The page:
Meanwhile, Hong Kong Chief Executive Leung Chun-ying, who is in Guangzhou, China, for prescheduled meetings, didn't comment on questions whether the city had set a deadline to clear the protest sites.
"The Hong Kong government and the police will continue to exercise a high level of tolerance," he told reporters. "Still, this situation can't last for long," he said as he also vowed that he wouldn't heed protesters' demand that he resign.
"I won't resign, I don't need to resign," Mr Leung said.
In the afternoon on a key road leading to the city's banking district, witnesses said a large truck arrived to clear barricades.
"Those guys from the truck cut and tore down tents on the protest site and put them on the truck," Eric Chiu, an onlooker who said he wasn't involved in the protests, said.
A large purple-coloured metal container on the rear of the truck appeared to contain barricade-related items collected from roads.
Uniformed and plainclothes police asked protesters to clear the area. Officers surrounded the truck and linked arms in an effort to block well over a hundred democracy protesters from getting closer. The move sparked anger from people in the crowd, who accused the police of aiding the anti-protest activists.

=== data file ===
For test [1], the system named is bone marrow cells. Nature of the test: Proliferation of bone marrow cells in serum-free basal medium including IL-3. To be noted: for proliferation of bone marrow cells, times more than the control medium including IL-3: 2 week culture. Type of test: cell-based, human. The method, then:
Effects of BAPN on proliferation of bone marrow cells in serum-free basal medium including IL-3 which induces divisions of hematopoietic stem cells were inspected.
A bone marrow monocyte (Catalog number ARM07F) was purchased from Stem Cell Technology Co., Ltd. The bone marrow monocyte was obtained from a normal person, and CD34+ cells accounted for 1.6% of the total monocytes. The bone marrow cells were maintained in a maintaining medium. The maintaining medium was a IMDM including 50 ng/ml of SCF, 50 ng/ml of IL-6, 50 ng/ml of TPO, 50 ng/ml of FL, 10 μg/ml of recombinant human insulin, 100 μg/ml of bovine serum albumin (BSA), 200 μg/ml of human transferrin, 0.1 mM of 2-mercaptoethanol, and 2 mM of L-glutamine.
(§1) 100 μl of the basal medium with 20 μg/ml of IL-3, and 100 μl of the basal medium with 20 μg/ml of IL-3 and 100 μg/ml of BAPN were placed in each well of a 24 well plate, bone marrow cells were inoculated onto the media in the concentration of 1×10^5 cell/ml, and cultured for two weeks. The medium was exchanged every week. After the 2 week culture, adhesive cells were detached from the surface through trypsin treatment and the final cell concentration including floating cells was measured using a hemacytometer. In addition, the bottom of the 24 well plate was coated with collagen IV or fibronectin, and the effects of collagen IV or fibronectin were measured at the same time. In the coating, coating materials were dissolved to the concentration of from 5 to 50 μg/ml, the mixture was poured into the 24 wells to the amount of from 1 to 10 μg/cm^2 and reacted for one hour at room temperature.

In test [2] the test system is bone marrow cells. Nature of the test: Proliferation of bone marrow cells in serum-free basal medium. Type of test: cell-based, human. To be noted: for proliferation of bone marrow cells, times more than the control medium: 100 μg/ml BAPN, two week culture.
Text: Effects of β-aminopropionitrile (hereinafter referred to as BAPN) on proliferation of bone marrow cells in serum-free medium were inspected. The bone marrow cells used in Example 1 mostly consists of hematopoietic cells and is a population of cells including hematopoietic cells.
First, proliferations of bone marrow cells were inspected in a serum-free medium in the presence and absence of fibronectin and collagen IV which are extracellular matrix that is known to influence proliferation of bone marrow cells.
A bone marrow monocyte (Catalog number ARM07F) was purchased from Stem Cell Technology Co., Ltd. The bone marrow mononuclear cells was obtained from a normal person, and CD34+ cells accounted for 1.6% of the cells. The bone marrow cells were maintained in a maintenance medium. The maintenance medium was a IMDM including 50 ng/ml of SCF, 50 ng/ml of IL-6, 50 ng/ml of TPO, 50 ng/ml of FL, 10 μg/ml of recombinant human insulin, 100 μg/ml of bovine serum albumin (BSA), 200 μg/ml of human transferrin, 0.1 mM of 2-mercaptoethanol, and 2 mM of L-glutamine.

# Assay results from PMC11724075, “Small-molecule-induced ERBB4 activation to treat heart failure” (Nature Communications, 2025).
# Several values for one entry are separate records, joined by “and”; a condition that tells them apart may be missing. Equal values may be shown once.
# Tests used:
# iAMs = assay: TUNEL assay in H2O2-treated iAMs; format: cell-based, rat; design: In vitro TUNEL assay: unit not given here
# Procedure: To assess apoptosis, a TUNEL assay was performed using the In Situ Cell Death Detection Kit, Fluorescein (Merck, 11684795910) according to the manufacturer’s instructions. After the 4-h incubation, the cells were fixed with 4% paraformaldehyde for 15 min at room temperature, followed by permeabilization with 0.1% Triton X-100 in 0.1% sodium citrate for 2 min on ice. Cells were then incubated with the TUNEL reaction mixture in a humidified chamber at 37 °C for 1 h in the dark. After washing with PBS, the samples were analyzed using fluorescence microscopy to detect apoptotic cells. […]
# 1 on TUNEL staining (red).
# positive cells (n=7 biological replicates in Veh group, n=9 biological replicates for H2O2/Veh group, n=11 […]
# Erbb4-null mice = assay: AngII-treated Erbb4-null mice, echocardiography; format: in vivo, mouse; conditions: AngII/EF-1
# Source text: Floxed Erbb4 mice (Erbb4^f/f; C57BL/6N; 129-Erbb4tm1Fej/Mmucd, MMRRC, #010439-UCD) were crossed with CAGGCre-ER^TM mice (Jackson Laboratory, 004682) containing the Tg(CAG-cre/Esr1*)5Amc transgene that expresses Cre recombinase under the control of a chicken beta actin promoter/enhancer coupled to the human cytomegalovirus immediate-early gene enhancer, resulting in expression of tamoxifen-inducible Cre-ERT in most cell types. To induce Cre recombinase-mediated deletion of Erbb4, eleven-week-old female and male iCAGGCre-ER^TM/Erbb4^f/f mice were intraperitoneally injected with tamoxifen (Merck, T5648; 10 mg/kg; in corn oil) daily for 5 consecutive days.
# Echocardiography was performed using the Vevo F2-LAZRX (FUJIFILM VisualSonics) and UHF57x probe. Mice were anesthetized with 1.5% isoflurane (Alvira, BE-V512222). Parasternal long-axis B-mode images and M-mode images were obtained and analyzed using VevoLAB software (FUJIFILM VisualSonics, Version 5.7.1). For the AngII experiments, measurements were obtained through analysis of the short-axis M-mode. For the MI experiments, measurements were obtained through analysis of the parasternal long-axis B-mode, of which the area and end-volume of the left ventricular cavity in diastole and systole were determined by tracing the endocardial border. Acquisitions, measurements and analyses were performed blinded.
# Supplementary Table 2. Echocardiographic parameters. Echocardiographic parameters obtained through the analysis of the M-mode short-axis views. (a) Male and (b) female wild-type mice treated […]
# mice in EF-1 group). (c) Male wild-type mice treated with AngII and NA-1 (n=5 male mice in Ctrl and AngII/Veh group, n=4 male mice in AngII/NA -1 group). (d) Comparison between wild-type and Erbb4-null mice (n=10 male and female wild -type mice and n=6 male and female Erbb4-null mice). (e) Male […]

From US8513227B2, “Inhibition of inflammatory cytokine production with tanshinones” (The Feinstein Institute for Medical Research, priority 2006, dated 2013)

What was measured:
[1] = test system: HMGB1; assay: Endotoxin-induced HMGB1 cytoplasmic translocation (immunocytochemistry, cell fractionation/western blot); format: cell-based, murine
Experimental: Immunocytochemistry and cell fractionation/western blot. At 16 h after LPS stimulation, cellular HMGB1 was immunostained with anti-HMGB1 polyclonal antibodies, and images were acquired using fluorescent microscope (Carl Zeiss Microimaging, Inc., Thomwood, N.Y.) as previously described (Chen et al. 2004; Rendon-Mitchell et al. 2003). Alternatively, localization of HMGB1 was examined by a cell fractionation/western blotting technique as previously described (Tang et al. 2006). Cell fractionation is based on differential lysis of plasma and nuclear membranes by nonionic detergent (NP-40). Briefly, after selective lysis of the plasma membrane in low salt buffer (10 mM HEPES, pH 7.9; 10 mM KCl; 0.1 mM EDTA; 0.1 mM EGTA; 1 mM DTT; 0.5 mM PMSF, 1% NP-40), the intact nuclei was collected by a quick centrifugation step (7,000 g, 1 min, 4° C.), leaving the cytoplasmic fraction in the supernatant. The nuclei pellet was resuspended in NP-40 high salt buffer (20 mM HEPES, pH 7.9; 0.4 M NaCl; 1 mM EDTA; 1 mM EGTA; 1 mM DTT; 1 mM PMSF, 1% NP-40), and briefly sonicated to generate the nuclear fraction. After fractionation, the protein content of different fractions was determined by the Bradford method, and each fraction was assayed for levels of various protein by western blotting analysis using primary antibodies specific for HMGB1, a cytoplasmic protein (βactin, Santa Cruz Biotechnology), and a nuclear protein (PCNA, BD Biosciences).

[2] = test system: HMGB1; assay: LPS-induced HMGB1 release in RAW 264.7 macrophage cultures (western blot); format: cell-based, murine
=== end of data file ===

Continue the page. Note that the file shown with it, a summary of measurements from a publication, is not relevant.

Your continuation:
At one stage, dozens of taxis joined the activists as the drivers sounded their car horns and demanded that the pro-democracy protesters remove the barricades.
Earlier Monday, police removed some protest barricades that they said were unmanned.
Protesters gathered as the barricades were moved in the early-morning hours but didn't confront the officers, some of whom were carrying riot gear. Police didn't plan to confront protesters, a person with knowledge of their plans said.
Students have been under pressure from taxi and truck drivers to open Queensway, a main road into the city's primary business district where police were removing some barricades. Students had considered opening the road over the weekend but decided against it, hoping to extract concessions from the government in exchange.
"Our concern is that the public opinion will turn against us if we continue to block the main roads," Ting Ka-Ki, a standing committee member of the Hong Kong Federation of Students, said at a protest site in the busy shopping district of Mong Kok, one of the three areas blocked by demonstrations.
The police strategy was to clear any barricades that are unmanned but to avoid confrontation with the protesters, according to one person with knowledge of the situation.
"No blood. They can clear if it's an unmanned barricade," this person said. But police have the option to use force if they are attacked by protesters, this person said.
Asked on the scene if the police plan to start removing more barricades around the city, one senior officer said: "no plan yet."
The barricades were removed from the Admiralty and Mong Kok districts and were put on trucks. Most of the police officers left the scene soon after. Traffic began flowing on some of the previously blocked streets and students reinforced barricades closer to their main protest sites.